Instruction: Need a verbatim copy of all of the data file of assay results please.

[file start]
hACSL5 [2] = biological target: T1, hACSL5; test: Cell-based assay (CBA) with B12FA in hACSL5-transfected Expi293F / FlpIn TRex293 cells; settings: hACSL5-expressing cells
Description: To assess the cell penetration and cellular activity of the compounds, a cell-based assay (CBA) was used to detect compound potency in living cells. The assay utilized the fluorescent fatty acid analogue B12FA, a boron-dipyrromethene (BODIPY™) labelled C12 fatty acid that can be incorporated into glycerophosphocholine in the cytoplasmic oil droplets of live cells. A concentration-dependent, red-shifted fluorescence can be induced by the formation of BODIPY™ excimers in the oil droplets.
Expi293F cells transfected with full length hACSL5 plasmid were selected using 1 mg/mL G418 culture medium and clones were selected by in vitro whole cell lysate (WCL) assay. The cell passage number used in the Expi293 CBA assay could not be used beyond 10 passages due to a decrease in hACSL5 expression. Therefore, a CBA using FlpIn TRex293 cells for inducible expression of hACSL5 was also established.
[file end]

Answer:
hACSL5 [2] = biological target: T1, hACSL5; test: Cell-based assay (CBA) with B12FA in hACSL5-transfected Expi293F / FlpIn TRex293 cells; settings: hACSL5-expressing cells
Description: To assess the cell penetration and cellular activity of the compounds, a cell-based assay (CBA) was used to detect compound potency in living cells. The assay utilized the fluorescent fatty acid analogue B12FA, a boron-dipyrromethene (BODIPY™) labelled C12 fatty acid that can be incorporated into glycerophosphocholine in the cytoplasmic oil droplets of live cells. A concentration-dependent, red-shifted fluorescence can be induced by the formation of BODIPY™ excimers in the oil droplets.
Expi293F cells transfected with full length hACSL5 plasmid were selected using 1 mg/mL G418 culture medium and clones were selected by in vitro whole cell lysate (WCL) assay. The cell passage number used in the Expi293 CBA assay could not be used beyond 10 passages due to a decrease in hACSL5 expression. Therefore, a CBA using FlpIn TRex293 cells for inducible expression of hACSL5 was also established.